Best Music Movies of 1971
Bedknobs and Broomsticks
Three children evacuated from London during World War II are forced to stay with an eccentric spinster (Eglantine Price). The children's initial fears disappear when they find out she is in fact a trainee witch.
Unable to deal with her parents, Jeannie Tyne runs away from home. Larry and Lyne Tyne search for her, and in the process meet other people whose children ran away. With their children gone, the parents are now free to rediscover/enjoy life.
Joe Cocker - Mad Dogs & Englishmen
"Joe Cocker - the Rotating Rocker - and his 42 member communal touring company Mad Dogs & Englishmen with the Master of Space and Time Leon Russell - see them perform in the pleasure palaces of America - it's a moving picture" says the classic film poster. See this spectacular rock 'n' roll tour documentary and get a dramatic visual record that captures the spirit of the hippie era with mind-blowing performances, crazy backstage footage, and spaced-out interviews. Supporting cast includes Claudia Lennear, Rita Coolidge, Sherman Jones reciting "Face on the Barroom Floor," and Canina the dog.
The Music Lovers
Composer, conductor and teacher Peter Ilych Tchaikovsky struggles against his homosexual tendencies by marrying, but unfortunately he chooses a wonky, nymphomaniac girl whom he cannot satisfy.
The Boy Friend
The assistant stage manager of a small-time theatrical company is forced to understudy for the leading lady at a matinée performance at which an illustrious Hollywood director is in the audience scouting for actors to be in his latest "all-talking, all-dancing, all-singing" extravaganza.
Frank Sinatra: In Concert at Royal Festival Hall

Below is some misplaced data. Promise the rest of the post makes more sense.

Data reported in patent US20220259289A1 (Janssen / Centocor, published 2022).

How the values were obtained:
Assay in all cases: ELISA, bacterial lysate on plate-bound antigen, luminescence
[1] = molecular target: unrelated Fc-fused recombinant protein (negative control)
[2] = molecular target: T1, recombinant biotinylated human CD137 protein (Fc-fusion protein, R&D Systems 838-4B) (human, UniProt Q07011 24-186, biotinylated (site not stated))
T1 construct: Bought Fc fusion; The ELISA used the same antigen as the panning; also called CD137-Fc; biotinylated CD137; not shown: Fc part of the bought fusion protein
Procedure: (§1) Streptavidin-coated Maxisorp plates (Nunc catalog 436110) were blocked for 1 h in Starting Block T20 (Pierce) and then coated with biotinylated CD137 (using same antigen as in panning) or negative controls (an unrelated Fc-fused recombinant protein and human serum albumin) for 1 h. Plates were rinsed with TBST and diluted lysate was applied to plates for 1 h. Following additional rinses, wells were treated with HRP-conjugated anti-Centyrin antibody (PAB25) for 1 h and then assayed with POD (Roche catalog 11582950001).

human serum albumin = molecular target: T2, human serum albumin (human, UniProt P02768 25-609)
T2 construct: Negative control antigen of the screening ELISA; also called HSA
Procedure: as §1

Frank Sinatra: In Concert at the Royal Festival Hall was an CBS musical television special starring Frank Sinatra broadcast on February 4, 1971, of a concert given by Sinatra at London's Royal Festival Hall on November 16, 1970. The special was directed by Bill Miller, and produced by Harold Davison. Sinatra was introduced on stage by Grace Kelly. Kelly had starred alongside Sinatra in the 1956 film High Society, the last film she made before her marriage to Rainier III, Prince of Monaco. Sinatra had been follicularly challenged for many years, hence all the hats in publicity stills, album covers etc. TV directors were forbidden to photograph him from the back because of this. However, at this concert, Sinatra had completed a very successful hair transplant and deliberately turned his back on the main audience a couple of times to acknowledge the audience sitting backstage, along with running his hand over the back of his head to draw attention to his new coiffure.
What's the Matter with Helen?
Two middle-aged women move to Hollywood, California after their sons are convicted of a notorious murder and open a dance school for children eager to tap their way to stardom.
The Doris Mary Anne Kappelhoff Special
This was the first of two one-hour musical specials which were part of CBS' 1968 multi-million-dollar contract with Doris Day's production company, a contract that Day insists to this day was negotiated by her husband and manager Martin Melcher without her knowledge. When Melcher died suddenly in April 1968, Day chose to go ahead and honour the contract, appearing in both specials as well as starring in her eponymous sitcom for five seasons, from 1968-1973.
"Touring makes you crazy," Frank Zappa says, explaining that the idea for this film came to him while the Mothers of Invention were touring. The story, interspersed with performances by the Mothers and the Royal Symphony Orchestra, is a tale of life on the road. The band members' main concerns are the search for groupies and the desire to get paid.
Tales from Muppetland: The Frog Prince
A retelling of the classic fairy tale of The Frog Prince featuring Kermit the Frog, Kermit's nephew Robin, Sweetums, and a princess cursed to say everything wackbards...I mean backwards.